KR:  When I went back and looked at some things including my speeches, my reports to the region, and my speeches at the regional conference, I talked a lot about NOW being a majority organization and I think there was debate that could have been a civil debate on whether all women were oppressed and if NOW’s job was to get equality for all women or whether certain special interest groups should have more attention there. That was part of the issue, but it was never really articulated that way. It never got discussed as a legitimate issue, which it would have been.

MJC:  We didn’t have the vantage point of our current time. But I have to say in defense of NOW, that from the beginning there was race consciousness in NOW. Taking ourselves down to Gary, Indiana for the steelworkers, we were not dealing with white women in the steel plants. There’s a legitimate debate about NOW’s commitment on racism and homophobia that could go on for many years, I’m sure. But the use of it in this case to attack an individual, I think was upsetting.

KR:  One of my experiences as regional director of the regional conference where I was running for reelection was in Rockford, Illinois, and there was a new chapter that I helped to create in Rockford, Illinois. The conveners of the chapter for their first public event wanted to have a lesbian band as the entertainment. My recommendation was that that was not a good idea, not because I was anti-gay, but I thought in a conservative town like Rockford, if you’re trying to introduce NOW to the community and get some credibility, that it wasn’t the appropriate way.

Understand, I’m a PR person so I’m looking at things from that perspective. During the conference I was summoned one day and there was a group of 40 women sitting outside on the grass in a circle. They were calling me to account for my anti-gay perspective. There was a woman in the NOW chapter, Robin Kaufman, who was a lesbian, who in this group stood up for me and said that she agreed with my position on it, which I was so appreciative of. Another interesting experience.

MJC:  In addition to dealing with St. Paul, you formed chapters through this whole period and served on the national board and executive committee.

KR:  It was such an exciting time for people like us who came from nowhere particularly. I had a very normal 1950s family and 1950s growing up where it never occurred to me that I would be somebody standing up to argue or any of that, so it was really an incredible experience.

MJC:   Meanwhile, on the issues front, we had the ERA trying to be ratified in Illinois and Betty Friedan came into Chicago quite a bit so we had an experience of dealing with her as well. You want to talk about Betty?

KR:  She was amazing, and I had read her book before I ever got involved. She was such an icon. One of my main memories was she was at my apartment and there were five or six of us there and I had a cat. My cat decided to jump on Betty Friedan’s lap, and I remember her saying, “oh, I’m not really a fan of cats.”  She was so brilliant and so visionary and I know over the years people had difficulties dealing with her and she might not have been the easiest person to deal with. But we were so lucky to have had the opportunity to be in her company, to know her, to learn from her, to be inspired by her.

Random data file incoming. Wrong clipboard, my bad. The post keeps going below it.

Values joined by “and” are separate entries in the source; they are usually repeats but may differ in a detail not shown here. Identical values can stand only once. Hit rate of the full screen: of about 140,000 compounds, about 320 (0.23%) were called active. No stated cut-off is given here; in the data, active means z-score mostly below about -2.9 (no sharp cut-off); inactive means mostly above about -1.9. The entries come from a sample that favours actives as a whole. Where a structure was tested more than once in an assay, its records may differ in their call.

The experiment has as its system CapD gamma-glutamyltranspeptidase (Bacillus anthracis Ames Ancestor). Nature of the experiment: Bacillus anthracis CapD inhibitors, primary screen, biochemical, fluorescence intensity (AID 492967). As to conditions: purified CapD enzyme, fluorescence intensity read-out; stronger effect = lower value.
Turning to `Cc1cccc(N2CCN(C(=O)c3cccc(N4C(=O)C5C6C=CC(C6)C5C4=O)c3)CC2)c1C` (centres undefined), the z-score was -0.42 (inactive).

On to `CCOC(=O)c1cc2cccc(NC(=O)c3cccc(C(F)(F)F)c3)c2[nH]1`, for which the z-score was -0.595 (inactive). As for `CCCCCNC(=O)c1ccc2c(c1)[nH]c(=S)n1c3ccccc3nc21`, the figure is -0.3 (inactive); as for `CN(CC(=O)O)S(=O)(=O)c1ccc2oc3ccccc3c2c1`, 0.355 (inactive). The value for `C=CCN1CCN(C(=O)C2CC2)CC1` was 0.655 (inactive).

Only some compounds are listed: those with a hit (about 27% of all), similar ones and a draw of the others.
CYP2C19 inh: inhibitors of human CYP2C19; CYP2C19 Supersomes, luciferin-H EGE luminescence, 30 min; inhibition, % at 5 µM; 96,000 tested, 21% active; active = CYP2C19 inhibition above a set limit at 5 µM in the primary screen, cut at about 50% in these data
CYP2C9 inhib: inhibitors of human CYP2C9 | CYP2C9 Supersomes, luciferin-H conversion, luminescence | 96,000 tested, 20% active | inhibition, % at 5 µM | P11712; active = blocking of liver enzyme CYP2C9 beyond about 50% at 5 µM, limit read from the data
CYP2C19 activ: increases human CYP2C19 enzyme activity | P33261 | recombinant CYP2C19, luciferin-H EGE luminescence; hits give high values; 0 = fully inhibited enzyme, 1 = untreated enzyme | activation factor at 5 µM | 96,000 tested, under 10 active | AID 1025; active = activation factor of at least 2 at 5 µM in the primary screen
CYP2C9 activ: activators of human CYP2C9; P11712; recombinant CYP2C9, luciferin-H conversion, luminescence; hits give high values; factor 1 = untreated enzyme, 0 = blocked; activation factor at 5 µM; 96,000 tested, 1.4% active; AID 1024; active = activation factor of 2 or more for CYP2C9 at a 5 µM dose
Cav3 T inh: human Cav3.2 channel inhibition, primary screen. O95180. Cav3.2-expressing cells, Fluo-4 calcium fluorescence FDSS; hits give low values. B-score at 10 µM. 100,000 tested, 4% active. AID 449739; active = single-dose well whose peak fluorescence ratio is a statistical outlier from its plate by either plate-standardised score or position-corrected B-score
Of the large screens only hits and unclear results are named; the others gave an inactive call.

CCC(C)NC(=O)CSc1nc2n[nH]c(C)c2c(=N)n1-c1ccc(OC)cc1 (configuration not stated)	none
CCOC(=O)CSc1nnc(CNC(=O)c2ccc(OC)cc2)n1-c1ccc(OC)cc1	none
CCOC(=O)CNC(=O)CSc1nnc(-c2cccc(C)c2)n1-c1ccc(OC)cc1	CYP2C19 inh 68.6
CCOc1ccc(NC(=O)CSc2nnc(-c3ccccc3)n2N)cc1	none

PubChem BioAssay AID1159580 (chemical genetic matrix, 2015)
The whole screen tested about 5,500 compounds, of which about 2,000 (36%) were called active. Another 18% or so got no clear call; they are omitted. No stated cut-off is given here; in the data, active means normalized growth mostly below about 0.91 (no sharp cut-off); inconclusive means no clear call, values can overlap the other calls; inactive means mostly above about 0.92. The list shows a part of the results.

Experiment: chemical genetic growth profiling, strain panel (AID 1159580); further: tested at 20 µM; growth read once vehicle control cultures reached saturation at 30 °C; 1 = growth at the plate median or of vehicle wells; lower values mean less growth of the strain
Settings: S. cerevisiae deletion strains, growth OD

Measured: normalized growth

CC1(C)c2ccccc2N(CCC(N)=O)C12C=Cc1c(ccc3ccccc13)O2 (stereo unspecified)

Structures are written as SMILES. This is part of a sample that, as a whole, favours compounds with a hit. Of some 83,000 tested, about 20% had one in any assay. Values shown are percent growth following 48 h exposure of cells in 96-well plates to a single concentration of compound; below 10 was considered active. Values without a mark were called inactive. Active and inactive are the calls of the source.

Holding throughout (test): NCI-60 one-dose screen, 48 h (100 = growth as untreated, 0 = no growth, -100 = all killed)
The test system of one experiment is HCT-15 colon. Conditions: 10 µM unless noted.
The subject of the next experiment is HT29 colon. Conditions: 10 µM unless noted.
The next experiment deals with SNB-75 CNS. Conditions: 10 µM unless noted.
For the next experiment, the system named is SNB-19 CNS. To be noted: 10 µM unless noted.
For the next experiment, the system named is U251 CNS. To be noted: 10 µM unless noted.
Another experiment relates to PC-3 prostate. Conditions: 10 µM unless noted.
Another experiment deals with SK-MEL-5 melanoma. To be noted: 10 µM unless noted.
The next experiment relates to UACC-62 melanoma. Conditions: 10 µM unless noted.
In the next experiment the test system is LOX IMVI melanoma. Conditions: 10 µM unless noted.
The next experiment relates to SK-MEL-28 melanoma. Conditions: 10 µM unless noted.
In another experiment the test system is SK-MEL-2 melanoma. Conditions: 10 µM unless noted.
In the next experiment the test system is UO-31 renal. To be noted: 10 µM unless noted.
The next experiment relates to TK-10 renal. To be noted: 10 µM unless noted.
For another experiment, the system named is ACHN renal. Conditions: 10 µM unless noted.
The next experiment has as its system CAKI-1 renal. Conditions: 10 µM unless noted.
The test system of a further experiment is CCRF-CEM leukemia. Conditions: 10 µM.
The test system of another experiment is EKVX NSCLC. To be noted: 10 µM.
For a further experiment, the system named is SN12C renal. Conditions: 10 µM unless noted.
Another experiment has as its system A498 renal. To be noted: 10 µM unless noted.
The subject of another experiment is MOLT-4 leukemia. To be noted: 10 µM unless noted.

MJC:  What was the last national conference, you were at?

KR:  The last one I was at was Houston in ’74. And then my term ended shortly after that and I totally left NOW at that point. I didn’t go to the ’75 conference in Philadelphia, I was not at the New Orleans board meeting when the so-called majority caucus walked out. But what I did do when I left was continue working strategically with a small group of people that included you and we would meet on a weekly basis to try to talk about issues. We did a lot of planning for the Philadelphia conference and I was involved in that, but not at the conference. Shortly after that a small group of NOW people decided to consider forming a separate organization called Women Surge.

MJC:  It was pretty big. It might have been 12 or 15 people.

KR:  Oh, yeah, it was a good-sized group. It was people like Muriel Fox and Betty Friedan, and I remember going to a meeting in Baltimore and we talked seriously about whether we could split from NOW, whether we could create an organization that could counter what we thought was the negative stuff that was going on in NOW. It didn’t go anywhere but that was sort of the last of my organizational feminist activity until I joined VFA in 2002. I took a 25 or so year break, which turned out to be a really good thing for me in terms of my career and the rest of my life and all that. I got married, I had great jobs, I had a good career and had a good life.

Right after I retired in 2002, I joined VFA and then some of my good friends from the movement, like you, were also on the board. We did some fantastic events that were great. We did Chicago, we did Alverno in Milwaukee. We did Saint Louis. We did North Carolina. At this point, I am the executive vice president of VFA. And then you and I co-chair the VFA Pioneer Histories Project, which this interview is part of. And our goal is to get the true story of the second wave women’s movement told by the people who made it happen.

When we started, everybody knew Gloria Steinem and Betty Friedan and if you watched the Mrs. America TV series, you would think that the two of them and Bella were the only three people involved in the women’s movement. But we know that there were thousands of women and some men who really literally changed the world for women, and we are part of that and so that’s what we’re trying to do through this project.

MJC:  Would you say all built on those early days?

KR:  Yeah, for sure. Even though it seemed like longer, I joined now in 1970, I left NOW in 1974, but it was four years that obviously were really important in my life and really changed everything for me.